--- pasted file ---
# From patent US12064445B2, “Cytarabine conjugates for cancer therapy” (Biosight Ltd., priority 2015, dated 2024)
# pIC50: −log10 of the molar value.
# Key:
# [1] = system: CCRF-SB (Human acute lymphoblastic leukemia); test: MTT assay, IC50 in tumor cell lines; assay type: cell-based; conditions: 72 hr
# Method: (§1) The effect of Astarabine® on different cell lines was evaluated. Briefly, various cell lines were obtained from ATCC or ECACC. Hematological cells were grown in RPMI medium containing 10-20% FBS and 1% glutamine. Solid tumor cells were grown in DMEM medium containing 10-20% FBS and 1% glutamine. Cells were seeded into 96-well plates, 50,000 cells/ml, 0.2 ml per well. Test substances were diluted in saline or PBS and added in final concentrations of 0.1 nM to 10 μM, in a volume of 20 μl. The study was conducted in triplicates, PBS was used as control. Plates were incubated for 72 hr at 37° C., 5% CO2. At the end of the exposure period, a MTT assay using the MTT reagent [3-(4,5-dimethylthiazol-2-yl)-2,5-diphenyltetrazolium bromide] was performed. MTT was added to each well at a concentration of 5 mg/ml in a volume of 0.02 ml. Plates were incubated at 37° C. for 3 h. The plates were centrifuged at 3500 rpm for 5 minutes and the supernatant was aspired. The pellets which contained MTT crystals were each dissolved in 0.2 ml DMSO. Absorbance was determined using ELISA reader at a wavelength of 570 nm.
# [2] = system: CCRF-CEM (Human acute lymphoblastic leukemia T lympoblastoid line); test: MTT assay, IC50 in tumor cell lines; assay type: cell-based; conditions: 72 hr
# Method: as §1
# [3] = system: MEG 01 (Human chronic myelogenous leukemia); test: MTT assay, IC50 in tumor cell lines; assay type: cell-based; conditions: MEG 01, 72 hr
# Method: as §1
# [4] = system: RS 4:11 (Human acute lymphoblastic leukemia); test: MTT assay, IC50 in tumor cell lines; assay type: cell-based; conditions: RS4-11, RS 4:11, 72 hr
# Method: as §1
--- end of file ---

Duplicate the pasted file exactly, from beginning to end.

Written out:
# From patent US12064445B2, “Cytarabine conjugates for cancer therapy” (Biosight Ltd., priority 2015, dated 2024)
# pIC50: −log10 of the molar value.
# Key:
# [1] = system: CCRF-SB (Human acute lymphoblastic leukemia); test: MTT assay, IC50 in tumor cell lines; assay type: cell-based; conditions: 72 hr
# Method: (§1) The effect of Astarabine® on different cell lines was evaluated. Briefly, various cell lines were obtained from ATCC or ECACC. Hematological cells were grown in RPMI medium containing 10-20% FBS and 1% glutamine. Solid tumor cells were grown in DMEM medium containing 10-20% FBS and 1% glutamine. Cells were seeded into 96-well plates, 50,000 cells/ml, 0.2 ml per well. Test substances were diluted in saline or PBS and added in final concentrations of 0.1 nM to 10 μM, in a volume of 20 μl. The study was conducted in triplicates, PBS was used as control. Plates were incubated for 72 hr at 37° C., 5% CO2. At the end of the exposure period, a MTT assay using the MTT reagent [3-(4,5-dimethylthiazol-2-yl)-2,5-diphenyltetrazolium bromide] was performed. MTT was added to each well at a concentration of 5 mg/ml in a volume of 0.02 ml. Plates were incubated at 37° C. for 3 h. The plates were centrifuged at 3500 rpm for 5 minutes and the supernatant was aspired. The pellets which contained MTT crystals were each dissolved in 0.2 ml DMSO. Absorbance was determined using ELISA reader at a wavelength of 570 nm.
# [2] = system: CCRF-CEM (Human acute lymphoblastic leukemia T lympoblastoid line); test: MTT assay, IC50 in tumor cell lines; assay type: cell-based; conditions: 72 hr
# Method: as §1
# [3] = system: MEG 01 (Human chronic myelogenous leukemia); test: MTT assay, IC50 in tumor cell lines; assay type: cell-based; conditions: MEG 01, 72 hr
# Method: as §1
# [4] = system: RS 4:11 (Human acute lymphoblastic leukemia); test: MTT assay, IC50 in tumor cell lines; assay type: cell-based; conditions: RS4-11, RS 4:11, 72 hr
# Method: as §1